Mary J. Randolph to Ellen W. Randolph Coolidge

Cornelia and my brother are with you, ere this my dear sister and you I hope and believe, from the favourable accounts Joseph has so regularly transmitted to us, are well, and strong enough, to enjoy their society without fear of being fatigued or injured by too much excitement. how anxious, how impatient, we have all been to see you and the dear baby ever since we heard of its birth! and I feel quite sure if we had been in possession of the magical cap, or box, or carpet, or any of the delightful, wonderful, means of conveyance we read of in the eastern tales, we should not have hesitated to [. . .] offend against the restrictions of your physician & should have presented ourselves, quick as thought at your bed side. perhaps however it is better as it is, though I would have given the world to have seen my niece, in time to have welcomed her first entrance into it, a pleasure which I must lose by the [. . .] immense distance that now separates us, but for which however I console myself by reflecting that she will no doubt be greatly improved by the experience of life that a month or two more will give her. our babies (I mean those at least who are in Virginia) have already profited considerably by the short space they have [. . .] had for improvement and both in personal and mental acquirements are much altered for the better—Esther Maria in particular begins to give signs of a sprightly disposition which accords very well with the character and style of her beauty. she is a clear brunette, with beautiful dark eyes, [. . .] shaped face, the rest of her features are not thought to be [. . .] inferior to his cousin [. . .] intelligence and animation and so grave t[. . .] he can seldom be prevailed on to smile. a spell of unusually cold weather for the season has obliged mama to delay sending to Carys brook for the nurse Aunt Cary promised us for him, her child is too young to bear exposure, and we must wait for a return of spring weather before we can hope to get her, a change which cannot be far off, indeed the temperature of the air is quite delightful to day, so much so that if it continues fair, the nurse and her baby will be able to travel in perfect security and we shall thus have a weight of trouble and anxiety removed from our minds. at times, I in some degree, share in your surprise, when I wake in the night and find myself with an infant lying on my arm. I have the satisfaction however of thinking that I acquit myself very well for one who has no experience and never had any turn for the business of nursing and the tenderness and [. . .] anxiety, I feel for the little thing makes me feel the disturbance at night, and the interruptions by day (which I share in common with the rest of the family,) but lightly, or almost as a pleasure. grandpapa continues as well as usual, [. . .] indeed he is diminishing his quantity of laudanum at night which he never ventures to do unless he thinks himself getting better than [. . .] common. to our great annoyance he has resumed the practice to of inviting students to dinner on sunday and we are to have to day a company of school boy guests who for any pleasure or profit we expect from their society are not worth the additional trouble their presence gives but grandpapa wills wishes it, [. . .] last sunday in place of the students we had a part of the faculty. including [. . .] their wives among whom was Mrs Bonnycastle no very great acquisition to our neighbourhood I believe, but apparently perfectly inoffensive—you have perhaps learned from the papers that the professorship of Law has been offered to Mr Wirt and refused, the next person chosen to fill this vacancy Mr Lomax, has not yet returned an answer but it is supposed will accept. he has twelve children and is the brother of our old acquaintance Miss Judy. I do not know what is thought of this appointment generally and have never heard a syllable from grand papa on the subject. Mr Wirt I am told says that the best speech and the most convincing arguments he ever heard were on one occasion delivered by Mr Lomax. it is a little remarkable however (this I heard at Tufton) that he should have lived all his life within thirty miles of Montpellier and yet that Mr Madison should have been ignorant of his very name and existen[ce] until he was proposed, as a candidate for the professorship. at the University. Mr Wirt’s name and high standing would have been a great advantage to the institution and his refusal is unfortunate on that account—if brother Jeff is with you when you receive this, you may tell him that all are well at Tufton, the news will be later I know than any he has received—sister Jane Mrs Nicholas and Margaret N. desired me when I saw them two days ago to give their love to you & tell you how much rejoiced they were that you had got so well and safely through your troubles. you [. . .] your maid Sally who was here lately with Mrs Key begged me also to deliver a message [. . .] of love to her mistress, and to say how much she wanted to see you and [. . .] the baby both. she thinks of you with much affection and I have always a long chat with her on your account as often as she comes here. she makes a very good nurse and Mrs Key seems to have perfect confidence in her ability & fidelity—I will write soon to my dear Cornelia and tell her all that the baby has done and is doing in her absence we are a little uneasy about him at present on account of a rising that we have discovered in his head which discharges through one of his ears. such things I believe are not absolutely uncommon with babies but they are painful and distressing and in some cases have been known to destroy the hearing a misfortune which of course we cannot think of the possibility of without shuddering—love to her and to both of my brothers. and believe dearest sister in the unchangeable affection of your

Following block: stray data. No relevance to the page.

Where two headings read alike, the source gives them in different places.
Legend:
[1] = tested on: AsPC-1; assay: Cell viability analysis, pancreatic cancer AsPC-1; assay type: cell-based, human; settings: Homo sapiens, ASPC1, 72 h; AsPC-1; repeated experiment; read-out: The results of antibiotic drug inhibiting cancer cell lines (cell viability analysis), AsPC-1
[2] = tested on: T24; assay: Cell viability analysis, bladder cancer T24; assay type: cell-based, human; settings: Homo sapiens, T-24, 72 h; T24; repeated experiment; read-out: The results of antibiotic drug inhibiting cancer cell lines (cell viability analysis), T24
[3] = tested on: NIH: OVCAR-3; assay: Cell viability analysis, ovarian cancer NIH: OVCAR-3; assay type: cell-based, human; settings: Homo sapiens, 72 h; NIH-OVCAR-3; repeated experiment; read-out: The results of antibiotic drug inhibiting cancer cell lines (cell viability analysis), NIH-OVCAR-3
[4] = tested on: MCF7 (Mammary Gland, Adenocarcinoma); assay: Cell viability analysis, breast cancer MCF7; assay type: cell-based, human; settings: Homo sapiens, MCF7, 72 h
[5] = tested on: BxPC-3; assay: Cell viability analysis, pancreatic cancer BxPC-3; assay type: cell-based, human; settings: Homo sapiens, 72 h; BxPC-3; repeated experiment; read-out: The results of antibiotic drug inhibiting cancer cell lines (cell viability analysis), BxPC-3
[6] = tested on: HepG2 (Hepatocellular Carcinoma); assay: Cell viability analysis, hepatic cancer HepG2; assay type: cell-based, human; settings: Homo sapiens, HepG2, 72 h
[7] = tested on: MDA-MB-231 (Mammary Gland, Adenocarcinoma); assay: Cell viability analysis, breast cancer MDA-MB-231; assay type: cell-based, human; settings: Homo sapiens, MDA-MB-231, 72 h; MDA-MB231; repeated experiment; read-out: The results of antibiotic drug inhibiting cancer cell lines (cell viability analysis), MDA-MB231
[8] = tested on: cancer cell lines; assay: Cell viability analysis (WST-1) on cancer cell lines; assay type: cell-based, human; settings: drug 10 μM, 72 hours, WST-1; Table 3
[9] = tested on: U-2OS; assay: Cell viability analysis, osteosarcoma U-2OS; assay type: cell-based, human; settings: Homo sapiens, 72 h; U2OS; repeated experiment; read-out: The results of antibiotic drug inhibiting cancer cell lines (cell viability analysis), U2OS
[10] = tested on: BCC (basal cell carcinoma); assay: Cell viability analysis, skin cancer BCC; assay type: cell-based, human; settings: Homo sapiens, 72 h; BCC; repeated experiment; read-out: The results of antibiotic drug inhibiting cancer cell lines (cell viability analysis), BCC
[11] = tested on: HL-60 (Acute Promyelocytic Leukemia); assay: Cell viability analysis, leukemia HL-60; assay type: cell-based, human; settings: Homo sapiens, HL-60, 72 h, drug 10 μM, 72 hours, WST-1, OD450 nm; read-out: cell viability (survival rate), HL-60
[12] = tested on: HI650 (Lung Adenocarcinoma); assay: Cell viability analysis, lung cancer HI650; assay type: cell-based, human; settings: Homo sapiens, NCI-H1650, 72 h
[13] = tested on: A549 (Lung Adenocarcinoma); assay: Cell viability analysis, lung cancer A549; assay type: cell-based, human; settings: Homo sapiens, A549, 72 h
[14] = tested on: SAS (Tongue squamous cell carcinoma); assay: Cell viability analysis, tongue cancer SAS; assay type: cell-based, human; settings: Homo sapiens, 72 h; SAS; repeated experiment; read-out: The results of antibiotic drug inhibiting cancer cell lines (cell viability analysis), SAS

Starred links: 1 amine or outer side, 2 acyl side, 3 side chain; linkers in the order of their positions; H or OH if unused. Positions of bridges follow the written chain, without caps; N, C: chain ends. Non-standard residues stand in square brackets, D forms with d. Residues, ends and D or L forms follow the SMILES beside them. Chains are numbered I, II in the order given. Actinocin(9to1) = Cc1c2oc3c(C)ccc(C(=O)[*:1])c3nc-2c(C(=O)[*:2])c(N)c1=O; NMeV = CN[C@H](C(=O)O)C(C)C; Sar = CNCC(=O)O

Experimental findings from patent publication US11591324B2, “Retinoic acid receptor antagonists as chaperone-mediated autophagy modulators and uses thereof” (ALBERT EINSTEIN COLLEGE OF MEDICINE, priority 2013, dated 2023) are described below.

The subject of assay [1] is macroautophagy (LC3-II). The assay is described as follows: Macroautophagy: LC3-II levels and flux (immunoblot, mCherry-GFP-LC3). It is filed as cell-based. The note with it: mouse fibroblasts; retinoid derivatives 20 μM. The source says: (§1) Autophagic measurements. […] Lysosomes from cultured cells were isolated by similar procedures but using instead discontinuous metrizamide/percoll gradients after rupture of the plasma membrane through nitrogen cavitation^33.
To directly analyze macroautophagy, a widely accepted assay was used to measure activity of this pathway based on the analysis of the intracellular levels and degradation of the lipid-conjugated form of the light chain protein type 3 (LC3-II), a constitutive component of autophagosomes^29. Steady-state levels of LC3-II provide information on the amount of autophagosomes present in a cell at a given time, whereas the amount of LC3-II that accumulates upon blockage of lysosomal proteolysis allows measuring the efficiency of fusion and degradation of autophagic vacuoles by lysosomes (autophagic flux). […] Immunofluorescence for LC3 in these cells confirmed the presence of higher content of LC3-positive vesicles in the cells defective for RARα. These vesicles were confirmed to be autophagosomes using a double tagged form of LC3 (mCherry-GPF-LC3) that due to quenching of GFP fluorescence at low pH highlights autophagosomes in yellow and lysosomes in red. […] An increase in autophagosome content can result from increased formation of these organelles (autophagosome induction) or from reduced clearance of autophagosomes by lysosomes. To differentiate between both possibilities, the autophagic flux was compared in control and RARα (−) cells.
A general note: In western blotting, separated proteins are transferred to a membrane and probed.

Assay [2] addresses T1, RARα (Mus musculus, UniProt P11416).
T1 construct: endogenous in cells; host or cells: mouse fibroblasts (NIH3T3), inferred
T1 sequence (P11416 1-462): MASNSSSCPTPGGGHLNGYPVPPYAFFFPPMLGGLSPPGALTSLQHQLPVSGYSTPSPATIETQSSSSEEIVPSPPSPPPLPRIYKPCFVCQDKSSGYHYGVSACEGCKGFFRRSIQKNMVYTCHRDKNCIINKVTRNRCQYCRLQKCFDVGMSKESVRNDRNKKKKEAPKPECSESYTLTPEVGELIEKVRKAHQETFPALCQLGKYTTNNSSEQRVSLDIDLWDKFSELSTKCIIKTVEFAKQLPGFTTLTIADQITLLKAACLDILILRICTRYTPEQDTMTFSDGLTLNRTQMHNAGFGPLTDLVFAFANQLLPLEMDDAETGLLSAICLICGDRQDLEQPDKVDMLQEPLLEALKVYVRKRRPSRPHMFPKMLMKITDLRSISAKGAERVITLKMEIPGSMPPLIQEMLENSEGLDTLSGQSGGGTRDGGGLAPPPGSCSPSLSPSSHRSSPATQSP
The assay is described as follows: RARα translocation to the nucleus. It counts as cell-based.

M J R.

I have always forgotten to thank you for the sealing wax & the dear little seal which mama has taken such a fancy for that she almost appropriates it

RC (ViU: Ellen Wayles Randolph Coolidge Correspondence); mutilated at foot of first page; addressed: “To Mrs J. Coolidge Junr Boston Massachusetts”; stamped; postmarked 18 Apr.; endorsed by Coolidge: “Mary: April 16 1826”; with notes by Coolidge: “Ellen’s birth Great distance from Boston to Charlottesville. Grandpapa has students to dine. His health better. Mr Wirt. Mr Lomax.”